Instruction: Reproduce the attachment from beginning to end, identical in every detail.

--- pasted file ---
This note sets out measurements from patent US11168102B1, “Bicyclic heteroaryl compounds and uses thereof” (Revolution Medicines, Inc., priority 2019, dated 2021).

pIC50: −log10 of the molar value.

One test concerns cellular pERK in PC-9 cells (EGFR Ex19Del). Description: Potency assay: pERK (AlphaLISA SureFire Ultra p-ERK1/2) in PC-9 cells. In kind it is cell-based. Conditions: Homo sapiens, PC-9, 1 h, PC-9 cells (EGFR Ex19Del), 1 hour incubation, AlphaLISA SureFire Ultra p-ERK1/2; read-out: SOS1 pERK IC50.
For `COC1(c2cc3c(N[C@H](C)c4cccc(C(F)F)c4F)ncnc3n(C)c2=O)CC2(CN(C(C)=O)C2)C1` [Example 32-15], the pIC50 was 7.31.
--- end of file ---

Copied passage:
This note sets out measurements from patent US11168102B1, “Bicyclic heteroaryl compounds and uses thereof” (Revolution Medicines, Inc., priority 2019, dated 2021).

pIC50: −log10 of the molar value.

One test concerns cellular pERK in PC-9 cells (EGFR Ex19Del). Description: Potency assay: pERK (AlphaLISA SureFire Ultra p-ERK1/2) in PC-9 cells. In kind it is cell-based. Conditions: Homo sapiens, PC-9, 1 h, PC-9 cells (EGFR Ex19Del), 1 hour incubation, AlphaLISA SureFire Ultra p-ERK1/2; read-out: SOS1 pERK IC50.
For `COC1(c2cc3c(N[C@H](C)c4cccc(C(F)F)c4F)ncnc3n(C)c2=O)CC2(CN(C(C)=O)C2)C1` [Example 32-15], the pIC50 was 7.31.